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[SOLVED] 48.2.2.23 IVP and min valuew

karush

Well-known member
Jan 31, 2012
2,678
\tiny{b.48.2.2.23}
Solve the initial value problem $y'=2y^2+xy^2,\quad y(0)=1$
find min value

$\begin{array}{ll}
\textit{separate variables}
&\dfrac{1}{y^{2}}\ dy=(2+x)\ dx\\ \\
\textit{integrate}
& -\dfrac{1}{y}=2x+\dfrac{x^2}{2}+C\\ \\
\textit{plug in $(0,1)$}
& -\dfrac{1}{1}=0+0+c \therefore c=-1\\ \\
\textit{the equations is}
& y=-1/(x/2+2x-1)+c\\ \\
y'=0 & \textit{returns } x=-2
\end{array}$

typos maybe:cool:
 

Country Boy

Well-known member
MHB Math Helper
Jan 30, 2018
426
There is a typo where you have
$y= -1/(x/2+ 2x- 1)+ c$
You clearly intended "$x^2/2$". Also, having determined that the constant of integration was -1, where did that additional "c" come from?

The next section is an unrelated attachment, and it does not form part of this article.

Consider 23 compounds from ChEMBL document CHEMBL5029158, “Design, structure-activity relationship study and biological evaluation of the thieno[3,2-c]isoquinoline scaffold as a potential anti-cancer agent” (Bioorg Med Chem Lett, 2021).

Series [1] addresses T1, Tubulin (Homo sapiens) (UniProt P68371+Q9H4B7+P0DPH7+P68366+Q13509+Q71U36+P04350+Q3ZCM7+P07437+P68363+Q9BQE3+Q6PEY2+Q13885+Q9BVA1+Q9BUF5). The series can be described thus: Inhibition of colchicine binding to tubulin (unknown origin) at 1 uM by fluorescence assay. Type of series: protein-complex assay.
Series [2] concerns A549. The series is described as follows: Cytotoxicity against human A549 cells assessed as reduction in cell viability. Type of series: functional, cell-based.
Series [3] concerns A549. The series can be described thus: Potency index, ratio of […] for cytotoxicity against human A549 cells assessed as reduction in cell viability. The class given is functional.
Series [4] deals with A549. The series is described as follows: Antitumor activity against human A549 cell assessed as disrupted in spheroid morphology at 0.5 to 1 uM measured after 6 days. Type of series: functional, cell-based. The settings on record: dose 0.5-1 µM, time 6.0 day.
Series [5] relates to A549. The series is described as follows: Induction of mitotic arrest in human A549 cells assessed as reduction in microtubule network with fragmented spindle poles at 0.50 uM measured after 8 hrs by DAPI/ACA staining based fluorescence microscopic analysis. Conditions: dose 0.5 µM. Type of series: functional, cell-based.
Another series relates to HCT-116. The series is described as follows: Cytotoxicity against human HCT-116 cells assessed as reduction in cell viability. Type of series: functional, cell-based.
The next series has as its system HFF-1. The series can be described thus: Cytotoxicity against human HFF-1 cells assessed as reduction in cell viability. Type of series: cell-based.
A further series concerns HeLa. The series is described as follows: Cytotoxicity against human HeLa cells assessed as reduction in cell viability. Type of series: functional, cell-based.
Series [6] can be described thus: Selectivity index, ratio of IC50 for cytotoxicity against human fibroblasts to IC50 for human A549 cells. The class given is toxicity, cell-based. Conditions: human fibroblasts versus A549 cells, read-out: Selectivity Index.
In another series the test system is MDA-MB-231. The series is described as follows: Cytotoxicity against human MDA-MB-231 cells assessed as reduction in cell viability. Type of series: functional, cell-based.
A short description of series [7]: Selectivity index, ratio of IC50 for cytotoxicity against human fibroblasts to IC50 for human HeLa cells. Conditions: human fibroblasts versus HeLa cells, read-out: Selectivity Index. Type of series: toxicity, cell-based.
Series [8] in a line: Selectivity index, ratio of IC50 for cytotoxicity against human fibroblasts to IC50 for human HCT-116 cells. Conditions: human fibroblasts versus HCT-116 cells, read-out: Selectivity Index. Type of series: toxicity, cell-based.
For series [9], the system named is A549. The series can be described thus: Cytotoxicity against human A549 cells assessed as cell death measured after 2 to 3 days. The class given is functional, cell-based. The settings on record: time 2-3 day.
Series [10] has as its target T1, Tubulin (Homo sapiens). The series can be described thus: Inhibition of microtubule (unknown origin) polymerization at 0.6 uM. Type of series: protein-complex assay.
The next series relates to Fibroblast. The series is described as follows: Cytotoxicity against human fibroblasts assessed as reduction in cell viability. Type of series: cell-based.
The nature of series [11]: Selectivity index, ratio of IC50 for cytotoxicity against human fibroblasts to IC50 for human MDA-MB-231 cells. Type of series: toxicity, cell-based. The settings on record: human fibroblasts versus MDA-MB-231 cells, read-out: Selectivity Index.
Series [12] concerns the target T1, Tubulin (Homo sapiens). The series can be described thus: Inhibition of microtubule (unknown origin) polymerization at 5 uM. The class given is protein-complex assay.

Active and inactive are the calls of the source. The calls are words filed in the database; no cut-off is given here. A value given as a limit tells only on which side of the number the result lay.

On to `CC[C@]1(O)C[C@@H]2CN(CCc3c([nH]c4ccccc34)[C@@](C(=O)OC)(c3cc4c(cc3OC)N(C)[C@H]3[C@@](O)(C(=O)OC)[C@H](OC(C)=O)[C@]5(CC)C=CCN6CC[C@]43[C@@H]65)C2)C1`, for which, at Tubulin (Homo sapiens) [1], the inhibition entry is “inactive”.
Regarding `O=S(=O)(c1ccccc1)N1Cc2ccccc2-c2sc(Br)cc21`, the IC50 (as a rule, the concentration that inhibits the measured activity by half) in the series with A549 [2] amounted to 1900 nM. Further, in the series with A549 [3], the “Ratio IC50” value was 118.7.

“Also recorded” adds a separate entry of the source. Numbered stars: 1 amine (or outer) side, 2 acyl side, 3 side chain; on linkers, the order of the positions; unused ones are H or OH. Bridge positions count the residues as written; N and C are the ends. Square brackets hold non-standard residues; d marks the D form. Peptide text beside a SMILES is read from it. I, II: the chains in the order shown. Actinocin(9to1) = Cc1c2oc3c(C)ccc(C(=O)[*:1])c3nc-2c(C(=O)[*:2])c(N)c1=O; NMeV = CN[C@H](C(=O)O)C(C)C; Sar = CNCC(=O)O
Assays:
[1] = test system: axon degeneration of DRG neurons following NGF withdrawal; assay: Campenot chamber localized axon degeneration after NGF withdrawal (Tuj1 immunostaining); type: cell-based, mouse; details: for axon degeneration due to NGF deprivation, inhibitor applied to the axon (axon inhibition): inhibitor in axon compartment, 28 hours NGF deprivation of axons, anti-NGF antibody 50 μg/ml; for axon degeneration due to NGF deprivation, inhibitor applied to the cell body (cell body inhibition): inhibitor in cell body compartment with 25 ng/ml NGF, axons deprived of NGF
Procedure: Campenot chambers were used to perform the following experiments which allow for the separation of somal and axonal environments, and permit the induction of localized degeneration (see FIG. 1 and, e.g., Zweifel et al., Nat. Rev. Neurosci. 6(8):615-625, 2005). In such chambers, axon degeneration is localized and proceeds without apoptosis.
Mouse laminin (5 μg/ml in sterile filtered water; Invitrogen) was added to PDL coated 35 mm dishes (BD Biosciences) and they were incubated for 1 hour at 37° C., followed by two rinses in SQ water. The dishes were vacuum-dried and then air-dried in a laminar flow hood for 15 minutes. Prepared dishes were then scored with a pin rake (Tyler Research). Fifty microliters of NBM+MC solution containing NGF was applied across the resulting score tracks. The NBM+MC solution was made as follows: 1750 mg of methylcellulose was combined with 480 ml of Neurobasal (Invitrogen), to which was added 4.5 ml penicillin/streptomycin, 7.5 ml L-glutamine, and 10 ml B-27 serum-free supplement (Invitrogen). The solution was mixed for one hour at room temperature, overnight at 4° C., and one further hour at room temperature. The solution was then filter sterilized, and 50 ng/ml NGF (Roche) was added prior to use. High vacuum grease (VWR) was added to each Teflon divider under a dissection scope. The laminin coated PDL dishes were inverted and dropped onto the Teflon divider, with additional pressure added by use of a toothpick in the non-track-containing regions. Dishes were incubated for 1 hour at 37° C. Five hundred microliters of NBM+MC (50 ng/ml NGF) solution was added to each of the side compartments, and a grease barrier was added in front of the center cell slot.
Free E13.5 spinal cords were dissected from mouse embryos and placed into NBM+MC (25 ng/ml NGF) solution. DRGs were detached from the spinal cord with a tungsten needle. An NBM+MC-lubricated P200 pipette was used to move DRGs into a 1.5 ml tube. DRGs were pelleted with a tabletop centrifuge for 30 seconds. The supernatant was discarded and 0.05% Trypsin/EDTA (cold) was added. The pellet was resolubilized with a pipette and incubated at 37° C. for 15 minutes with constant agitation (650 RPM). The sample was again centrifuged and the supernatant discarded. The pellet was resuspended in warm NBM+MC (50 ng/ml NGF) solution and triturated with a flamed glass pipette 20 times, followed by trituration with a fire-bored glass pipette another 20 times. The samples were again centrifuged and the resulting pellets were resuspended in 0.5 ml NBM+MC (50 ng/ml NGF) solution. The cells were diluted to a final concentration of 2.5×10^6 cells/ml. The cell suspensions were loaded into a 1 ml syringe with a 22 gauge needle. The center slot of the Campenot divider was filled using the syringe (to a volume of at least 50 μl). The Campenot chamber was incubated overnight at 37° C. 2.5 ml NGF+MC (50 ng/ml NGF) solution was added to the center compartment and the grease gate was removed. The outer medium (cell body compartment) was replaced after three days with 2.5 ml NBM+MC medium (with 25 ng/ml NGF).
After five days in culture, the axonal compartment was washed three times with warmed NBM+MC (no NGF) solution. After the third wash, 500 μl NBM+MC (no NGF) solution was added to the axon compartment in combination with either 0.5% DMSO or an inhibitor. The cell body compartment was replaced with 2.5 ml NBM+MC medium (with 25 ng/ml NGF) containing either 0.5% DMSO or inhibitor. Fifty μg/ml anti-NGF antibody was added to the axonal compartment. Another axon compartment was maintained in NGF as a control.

karush

Well-known member
Jan 31, 2012
2,678
here is the book answer

2020_07_18_14.14.32_edit.jpg
yeah your right about the $x^2$
 

Country Boy

Well-known member
MHB Math Helper
Jan 30, 2018
426
\tiny{b.48.2.2.23}
Solve the initial value problem $y'=2y^2+xy^2,\quad y(0)=1$
find min value

$\begin{array}{ll}
\textit{separate variables}
&\dfrac{1}{y^{2}}\ dy=(2+x)\ dx\\ \\
\textit{integrate}
& -\dfrac{1}{y}=2x+\dfrac{x^2}{2}+C\\ \\
\textit{plug in $(0,1)$}
& -\dfrac{1}{1}=0+0+c \therefore c=-1\\ \\
\textit{the equations is}
& y=-1/(x/2+2x-1)+c\\ \\
y'=0 & \textit{returns } x=-2
\end{array}$

typos maybe:cool:
Every thing is good until that last equation!
Integrating gives
$-\frac{1}{y}= \frac{x^2}{2}+ 2x+ C$
an y(0)= 1 gives C= -1 so
$-\frac{1}{y}= \frac{x^2}{2}+ 2x- 1$.

Then solving for y (if you are asked to do so- I would consider the previous line a perfectly good solution)
$y= \frac{-1}{\frac{x^2}{2}+ 2x- 1}$
or, if you don't like a fraction in the denominator of afraction, multiply both numerator and denominator by 2:
$y= \frac{-2}{x^2+ 4x- 2}$

But, again, where did that "+c" in your last line come from?